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Facts About Big Cats

Big cats have similar breeding and mating practices in most cases. In general, these cats are mostly solitary, with adult females only living with other members of their species when with their young.

Lions are the only big cats to live in groups (known as prides) and adult male cheetahs live in pairs. Cats in colder climates generally mate in the winter and have their young in the spring, while cats in warm climates generally mate year round.

Females begin mating at two to four years and their gestation period averages between 90 and 110 days depending upon the species. Female cats usually will have their cubs in dens or areas protected by vegetation.

Mother cats have typically 1 – 4 cubs in a litter though some cats such as cheetahs can have up to nine cubs in a litter. The cubs are born with their eyes closed and don’t open them until between a week and two weeks.

For more facts about big cats, visit the links below.

 

Tiger

Female tigers reach sexual maturity between three and four years while males generally take four to five years before mating. They have been reported to live as long as 26 years in the wild, longer than any other big cat. Learn more facts about tigers here.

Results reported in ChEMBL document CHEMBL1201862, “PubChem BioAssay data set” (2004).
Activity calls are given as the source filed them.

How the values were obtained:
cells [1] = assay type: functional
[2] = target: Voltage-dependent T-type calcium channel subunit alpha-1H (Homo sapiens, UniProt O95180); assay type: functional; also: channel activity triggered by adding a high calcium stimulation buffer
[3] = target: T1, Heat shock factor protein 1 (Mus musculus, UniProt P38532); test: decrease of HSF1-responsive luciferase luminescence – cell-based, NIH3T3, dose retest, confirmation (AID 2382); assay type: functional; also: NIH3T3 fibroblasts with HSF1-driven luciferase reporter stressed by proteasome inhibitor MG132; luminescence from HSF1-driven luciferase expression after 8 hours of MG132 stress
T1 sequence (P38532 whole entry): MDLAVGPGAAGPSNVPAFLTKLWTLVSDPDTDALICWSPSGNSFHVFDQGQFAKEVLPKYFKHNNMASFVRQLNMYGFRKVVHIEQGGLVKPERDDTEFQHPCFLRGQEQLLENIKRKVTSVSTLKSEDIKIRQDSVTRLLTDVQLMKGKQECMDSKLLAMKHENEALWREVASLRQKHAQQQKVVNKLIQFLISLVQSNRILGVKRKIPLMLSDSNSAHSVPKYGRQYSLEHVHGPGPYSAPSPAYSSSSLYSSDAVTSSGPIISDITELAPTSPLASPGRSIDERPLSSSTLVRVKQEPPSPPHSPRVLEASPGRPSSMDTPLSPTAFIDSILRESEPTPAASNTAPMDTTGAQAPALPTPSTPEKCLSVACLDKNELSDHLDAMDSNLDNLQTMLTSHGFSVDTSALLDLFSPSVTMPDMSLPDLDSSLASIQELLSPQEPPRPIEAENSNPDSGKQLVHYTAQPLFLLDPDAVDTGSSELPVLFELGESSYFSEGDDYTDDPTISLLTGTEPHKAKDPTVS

Lions

Female lions begin mating by four years old and will sometimes mate with multiple males. The female will generally leave the pride while having a litter and will move their dens to avoid being found by predators.

The mother and her cubs will normally rejoin the pride after a couple of months. Lions live up to about 12 years in the wild. Learn more about Lions here.

 

Jaguars

Female jaguars can begin reproducing at two years old and the males between three and four years. Young jaguars will stay in the den up until about six months. Their average life span is roughly twelve to fifteen years. Learn more facts about Jaguars here.

 

Snow Leopards

Adult snow leopards mate in late winter and the females will be pregnant from 90 to 100 days. They become sexually mature between two and three years and have litters of one to five cubs.

The cubs can walk in about five weeks, wean from their mother’s milk by ten weeks, first leave the den by four months, and are independent by two years old. Researchers are not sure how long the adults can live in the wild. 

 

Leopards

Female leopards start breeding by age two and males will begin mating between three and four years old. The cubs have a high rate of infant mortality, with up to half of them dying before their first birthday. The cubs begin hunting by about three months old and will stay with their mother for up to two years.

 

Cheetahs

Female cheetahs begin reproducing within two years and males generally begin mating by three years old. The females often mate with multiple males and can have up to nine cubs though the average is between three and five. Cubs stay with their mothers for up to twenty months and can live as long as twelve years in the wild.

 

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Visit communal conservancies and explore the Namib Desert and Okavango Delta on game drives and walking safaris.

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